If Zillow and Trulia join forces, could they take over the industry?
The real estate-selling industry will need to concede, either formally or informally. Informally, we have already given up.
We are not a union, and there is no real leadership among realtors. We are independent contractors spread all over the map, literally and figuratively, so trying to get us to rally for the cause will be met with indifference.
Many of us already think Zillow could be a big improvement for the business!
Let them spend the big money of advertising, and we’ll contribute our share in exchange for specialized leads – consumers drawn to our own listings, or those looking for a local expert in our target areas.
How will it evolve?
The Next Phase:
1. Realtor.com/Move Inc. makes a wimpy attempt to compete by spending half of the advertising money being spent by Zillow-Trulia to attack their inaccuracies (campaign currently underway). If you want a chuckle, here’s an example:
2. Corporate real estate companies join forces with Zillow (also underway).
3. Local MLS companies do nothing.
Zillow and Trulia will continue to dominate the headlines for the next few months, and realtor.com will be forgotten by consumers.
The local MLS systems don’t have to die – they just need to be irrelevant and/or a duplicate. Our local Sandicor MLS is faster and more accurate than the listings on Zillow, but does the consumer really NEED listings updated every 10-15 minutes? Realtors might, but not the consumers – they are on auto-notifications and will get the new listings soon enough (the frenzy is over, reducing the need for speed).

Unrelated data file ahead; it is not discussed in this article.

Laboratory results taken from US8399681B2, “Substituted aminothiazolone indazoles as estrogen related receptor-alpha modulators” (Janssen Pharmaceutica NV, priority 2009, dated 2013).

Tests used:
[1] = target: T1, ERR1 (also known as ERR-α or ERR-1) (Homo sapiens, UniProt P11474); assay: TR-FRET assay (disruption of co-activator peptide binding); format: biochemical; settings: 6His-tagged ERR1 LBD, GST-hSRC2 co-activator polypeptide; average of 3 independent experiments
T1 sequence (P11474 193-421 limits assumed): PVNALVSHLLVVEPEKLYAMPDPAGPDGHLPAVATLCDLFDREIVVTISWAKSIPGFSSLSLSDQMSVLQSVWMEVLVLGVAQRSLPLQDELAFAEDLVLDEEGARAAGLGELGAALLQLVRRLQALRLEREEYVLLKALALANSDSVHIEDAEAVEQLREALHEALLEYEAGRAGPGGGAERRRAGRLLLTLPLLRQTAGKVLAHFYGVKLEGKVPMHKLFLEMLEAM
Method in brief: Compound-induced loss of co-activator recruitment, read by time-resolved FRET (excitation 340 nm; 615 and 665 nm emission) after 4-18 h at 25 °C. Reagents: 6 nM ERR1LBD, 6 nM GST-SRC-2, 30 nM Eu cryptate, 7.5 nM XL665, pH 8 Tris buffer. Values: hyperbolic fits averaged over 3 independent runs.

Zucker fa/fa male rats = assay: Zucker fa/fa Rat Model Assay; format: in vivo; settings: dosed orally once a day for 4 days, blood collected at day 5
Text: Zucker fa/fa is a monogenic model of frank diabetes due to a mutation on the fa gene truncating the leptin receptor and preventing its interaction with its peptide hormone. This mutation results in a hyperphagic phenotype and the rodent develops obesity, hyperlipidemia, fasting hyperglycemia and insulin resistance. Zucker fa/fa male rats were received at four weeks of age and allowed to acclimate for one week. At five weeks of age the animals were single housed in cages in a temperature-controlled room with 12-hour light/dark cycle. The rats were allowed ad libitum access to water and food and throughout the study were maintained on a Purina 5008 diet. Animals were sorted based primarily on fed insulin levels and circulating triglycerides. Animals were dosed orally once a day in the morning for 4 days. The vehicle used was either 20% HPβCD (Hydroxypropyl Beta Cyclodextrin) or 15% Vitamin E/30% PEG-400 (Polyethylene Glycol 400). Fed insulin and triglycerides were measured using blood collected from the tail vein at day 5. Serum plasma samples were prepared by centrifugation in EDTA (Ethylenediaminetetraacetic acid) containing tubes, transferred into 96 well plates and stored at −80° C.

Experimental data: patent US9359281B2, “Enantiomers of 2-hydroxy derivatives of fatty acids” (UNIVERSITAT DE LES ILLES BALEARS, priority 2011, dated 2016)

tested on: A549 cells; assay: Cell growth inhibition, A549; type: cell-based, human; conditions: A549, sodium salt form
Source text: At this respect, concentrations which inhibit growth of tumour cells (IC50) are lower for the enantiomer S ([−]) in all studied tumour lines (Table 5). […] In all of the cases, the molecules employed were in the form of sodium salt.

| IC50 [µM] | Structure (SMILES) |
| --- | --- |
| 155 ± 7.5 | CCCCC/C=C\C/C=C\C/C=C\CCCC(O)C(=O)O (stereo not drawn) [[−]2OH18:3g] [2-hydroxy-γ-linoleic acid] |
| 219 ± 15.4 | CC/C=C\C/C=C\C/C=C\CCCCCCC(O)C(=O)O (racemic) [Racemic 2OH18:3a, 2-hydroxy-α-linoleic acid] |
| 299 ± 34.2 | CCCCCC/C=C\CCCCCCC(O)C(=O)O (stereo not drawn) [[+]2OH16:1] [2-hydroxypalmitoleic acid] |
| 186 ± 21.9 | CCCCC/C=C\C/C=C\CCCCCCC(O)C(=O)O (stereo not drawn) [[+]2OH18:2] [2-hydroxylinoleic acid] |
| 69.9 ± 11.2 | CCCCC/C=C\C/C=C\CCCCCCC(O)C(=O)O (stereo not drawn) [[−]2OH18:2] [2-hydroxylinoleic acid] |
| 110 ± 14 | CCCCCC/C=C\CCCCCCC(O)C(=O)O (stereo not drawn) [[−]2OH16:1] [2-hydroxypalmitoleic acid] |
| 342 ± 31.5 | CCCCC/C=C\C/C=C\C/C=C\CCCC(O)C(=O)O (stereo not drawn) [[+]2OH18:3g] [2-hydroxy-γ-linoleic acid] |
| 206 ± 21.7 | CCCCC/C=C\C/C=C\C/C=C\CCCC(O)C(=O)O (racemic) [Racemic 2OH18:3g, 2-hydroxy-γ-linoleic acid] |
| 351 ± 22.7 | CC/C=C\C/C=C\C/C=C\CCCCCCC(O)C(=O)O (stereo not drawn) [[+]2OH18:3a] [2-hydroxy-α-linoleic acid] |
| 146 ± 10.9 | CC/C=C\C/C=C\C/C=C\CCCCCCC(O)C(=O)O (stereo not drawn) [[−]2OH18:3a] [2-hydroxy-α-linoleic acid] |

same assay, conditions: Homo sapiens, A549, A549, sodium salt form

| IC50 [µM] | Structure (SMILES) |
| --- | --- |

Can we all co-exist? Yes, but Zillow has shown a killer instinct, and has loads of VC money behind them. I think they will pursue all angles – and here’s the one that will divide and conquer the realtor community.
The Kill Shot:
Previous attempts by Realtor.com and Redfin to produce an agent-rating or agent-ranking site was met with vigorous opposition from realtors. Why? Because most realtors don’t want their sales history out in the open.
But the successful and powerful agents stand to benefit greatly – the same ones who can and will pay Zillow the big money for advertising.
It is a natural fit for Zillow to buddy up to the top producers, and get them to help promote their new agent-ranking site.
The cabal will be shattered.
The local associations of realtors and the MLS companies who have feasted on having realtors paying dues regardless of production will suffer – and should die off completely if 20% of the realtors are doing 80% of the business. They can’t survive an 80% reduction in dues.
When consumers see that their agent-friend down the street hasn’t sold a house in six months – they will hesitate. The Zillow advertising will encourage you to select one of their top producers instead (the ones paying for advertising).
It should clear out the realtor population within a year or two, and turn upside down the local associations, MLS companies, and the top-heavy big corporations who own real estate franchises.
Realtors won’t really need a brand – Zillow will be the brand.
With Zillow-Trulia getting all the eyeballs, and realtors have to do is be on the receiving end of those leads – and Z-T would be smart to cater to the top producers. The momentum would shift rapidly as success stories appear on Zillow ads too.
I’ve been paying around $500 per month to each of the three portals:
Realtor.com – no calls or leads.
Trulia.com – unqualified leads
Zillow.com – listings get high traffic early, and I get calls looking for an agent in the area. It’s the kind of results that realtors want, and I’m already convinced that I can reach the consumers and sell homes using Zillow only.
The future is here, but I’m not sure it will get cheaper.
Yesterday a Zillow rep called to offer me some exposure in another local zip code that was about the same as I already have. I pay $550 per month now, and the new but similar package offered was priced at $850 per month.
Zillow might keep the cost of commissions right where they are.